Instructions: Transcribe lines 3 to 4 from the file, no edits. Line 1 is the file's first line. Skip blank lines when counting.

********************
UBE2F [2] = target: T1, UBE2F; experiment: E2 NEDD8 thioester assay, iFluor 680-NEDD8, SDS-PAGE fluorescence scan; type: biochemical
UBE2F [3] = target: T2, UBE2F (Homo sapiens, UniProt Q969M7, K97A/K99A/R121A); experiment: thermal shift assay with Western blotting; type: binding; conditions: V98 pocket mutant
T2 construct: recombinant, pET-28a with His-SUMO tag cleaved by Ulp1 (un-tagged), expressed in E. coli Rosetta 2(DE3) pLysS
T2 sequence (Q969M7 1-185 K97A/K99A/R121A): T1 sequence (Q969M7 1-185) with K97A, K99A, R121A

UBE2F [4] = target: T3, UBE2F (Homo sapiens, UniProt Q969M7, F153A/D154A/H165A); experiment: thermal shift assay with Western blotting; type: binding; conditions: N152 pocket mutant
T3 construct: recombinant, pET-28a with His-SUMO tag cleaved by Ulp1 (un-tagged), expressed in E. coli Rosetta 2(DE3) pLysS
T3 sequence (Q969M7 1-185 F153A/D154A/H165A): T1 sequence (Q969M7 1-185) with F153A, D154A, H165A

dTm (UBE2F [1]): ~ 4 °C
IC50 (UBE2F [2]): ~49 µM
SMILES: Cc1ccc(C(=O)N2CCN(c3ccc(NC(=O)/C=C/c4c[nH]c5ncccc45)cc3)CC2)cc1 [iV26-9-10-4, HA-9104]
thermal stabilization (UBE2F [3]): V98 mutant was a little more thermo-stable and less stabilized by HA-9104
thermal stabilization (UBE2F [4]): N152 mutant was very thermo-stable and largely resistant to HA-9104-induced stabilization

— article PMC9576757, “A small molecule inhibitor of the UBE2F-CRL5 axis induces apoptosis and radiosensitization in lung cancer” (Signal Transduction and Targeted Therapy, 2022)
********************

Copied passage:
T2 construct: recombinant, pET-28a with His-SUMO tag cleaved by Ulp1 (un-tagged), expressed in E. coli Rosetta 2(DE3) pLysS
T2 sequence (Q969M7 1-185 K97A/K99A/R121A): T1 sequence (Q969M7 1-185) with K97A, K99A, R121A